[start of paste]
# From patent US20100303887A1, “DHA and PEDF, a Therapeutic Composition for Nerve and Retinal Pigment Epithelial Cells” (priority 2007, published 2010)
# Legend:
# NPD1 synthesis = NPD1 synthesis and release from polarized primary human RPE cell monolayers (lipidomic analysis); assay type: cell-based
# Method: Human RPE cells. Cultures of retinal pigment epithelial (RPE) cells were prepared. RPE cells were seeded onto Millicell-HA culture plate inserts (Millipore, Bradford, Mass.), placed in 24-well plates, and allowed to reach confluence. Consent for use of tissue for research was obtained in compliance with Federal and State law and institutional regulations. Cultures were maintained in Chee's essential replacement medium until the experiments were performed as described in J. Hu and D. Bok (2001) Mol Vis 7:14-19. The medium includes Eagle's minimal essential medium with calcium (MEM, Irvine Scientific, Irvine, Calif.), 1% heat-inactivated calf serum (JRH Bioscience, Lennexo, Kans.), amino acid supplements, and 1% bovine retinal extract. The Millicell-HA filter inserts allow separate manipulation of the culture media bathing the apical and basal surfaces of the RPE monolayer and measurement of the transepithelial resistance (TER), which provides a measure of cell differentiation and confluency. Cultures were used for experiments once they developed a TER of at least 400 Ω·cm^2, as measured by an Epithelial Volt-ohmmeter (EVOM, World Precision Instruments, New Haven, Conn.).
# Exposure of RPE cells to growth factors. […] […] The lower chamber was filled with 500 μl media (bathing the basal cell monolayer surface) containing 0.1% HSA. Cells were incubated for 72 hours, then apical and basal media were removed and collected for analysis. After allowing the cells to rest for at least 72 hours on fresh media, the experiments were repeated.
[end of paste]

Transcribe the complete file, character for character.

# From patent US20100303887A1, “DHA and PEDF, a Therapeutic Composition for Nerve and Retinal Pigment Epithelial Cells” (priority 2007, published 2010)
# Legend:
# NPD1 synthesis = NPD1 synthesis and release from polarized primary human RPE cell monolayers (lipidomic analysis); assay type: cell-based
# Method: Human RPE cells. Cultures of retinal pigment epithelial (RPE) cells were prepared. RPE cells were seeded onto Millicell-HA culture plate inserts (Millipore, Bradford, Mass.), placed in 24-well plates, and allowed to reach confluence. Consent for use of tissue for research was obtained in compliance with Federal and State law and institutional regulations. Cultures were maintained in Chee's essential replacement medium until the experiments were performed as described in J. Hu and D. Bok (2001) Mol Vis 7:14-19. The medium includes Eagle's minimal essential medium with calcium (MEM, Irvine Scientific, Irvine, Calif.), 1% heat-inactivated calf serum (JRH Bioscience, Lennexo, Kans.), amino acid supplements, and 1% bovine retinal extract. The Millicell-HA filter inserts allow separate manipulation of the culture media bathing the apical and basal surfaces of the RPE monolayer and measurement of the transepithelial resistance (TER), which provides a measure of cell differentiation and confluency. Cultures were used for experiments once they developed a TER of at least 400 Ω·cm^2, as measured by an Epithelial Volt-ohmmeter (EVOM, World Precision Instruments, New Haven, Conn.).
# Exposure of RPE cells to growth factors. […] […] The lower chamber was filled with 500 μl media (bathing the basal cell monolayer surface) containing 0.1% HSA. Cells were incubated for 72 hours, then apical and basal media were removed and collected for analysis. After allowing the cells to rest for at least 72 hours on fresh media, the experiments were repeated.